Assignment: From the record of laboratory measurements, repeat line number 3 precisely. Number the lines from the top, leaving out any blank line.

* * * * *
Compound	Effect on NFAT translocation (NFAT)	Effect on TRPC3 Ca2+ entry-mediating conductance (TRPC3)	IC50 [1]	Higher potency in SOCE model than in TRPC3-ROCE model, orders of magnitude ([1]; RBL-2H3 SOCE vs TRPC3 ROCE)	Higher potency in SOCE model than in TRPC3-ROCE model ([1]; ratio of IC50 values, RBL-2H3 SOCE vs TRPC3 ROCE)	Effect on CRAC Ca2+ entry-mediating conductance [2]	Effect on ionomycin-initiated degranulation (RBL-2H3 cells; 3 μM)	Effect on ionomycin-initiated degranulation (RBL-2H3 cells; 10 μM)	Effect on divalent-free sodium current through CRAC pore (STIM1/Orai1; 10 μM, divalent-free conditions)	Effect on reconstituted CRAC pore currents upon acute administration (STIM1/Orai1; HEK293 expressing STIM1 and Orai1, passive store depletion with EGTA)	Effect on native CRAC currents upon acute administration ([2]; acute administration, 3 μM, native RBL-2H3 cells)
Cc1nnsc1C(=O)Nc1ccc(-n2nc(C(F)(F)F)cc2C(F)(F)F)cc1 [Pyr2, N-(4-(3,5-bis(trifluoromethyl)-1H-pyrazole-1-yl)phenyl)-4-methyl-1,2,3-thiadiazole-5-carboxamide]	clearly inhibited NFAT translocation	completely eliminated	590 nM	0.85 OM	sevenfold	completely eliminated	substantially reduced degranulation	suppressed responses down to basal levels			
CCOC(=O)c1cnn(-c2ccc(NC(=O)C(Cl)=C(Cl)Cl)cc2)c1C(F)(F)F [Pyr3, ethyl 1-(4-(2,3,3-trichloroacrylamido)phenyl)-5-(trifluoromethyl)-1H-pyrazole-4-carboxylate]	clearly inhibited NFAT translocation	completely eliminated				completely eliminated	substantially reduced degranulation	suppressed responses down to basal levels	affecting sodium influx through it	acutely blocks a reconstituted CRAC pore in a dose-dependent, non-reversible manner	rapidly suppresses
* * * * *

CCOC(=O)c1cnn(-c2ccc(NC(=O)C(Cl)=C(Cl)Cl)cc2)c1C(F)(F)F [Pyr3, ethyl 1-(4-(2,3,3-trichloroacrylamido)phenyl)-5-(trifluoromethyl)-1H-pyrazole-4-carboxylate]	clearly inhibited NFAT translocation	completely eliminated				completely eliminated	substantially reduced degranulation	suppressed responses down to basal levels	affecting sodium influx through it	acutely blocks a reconstituted CRAC pore in a dose-dependent, non-reversible manner	rapidly suppresses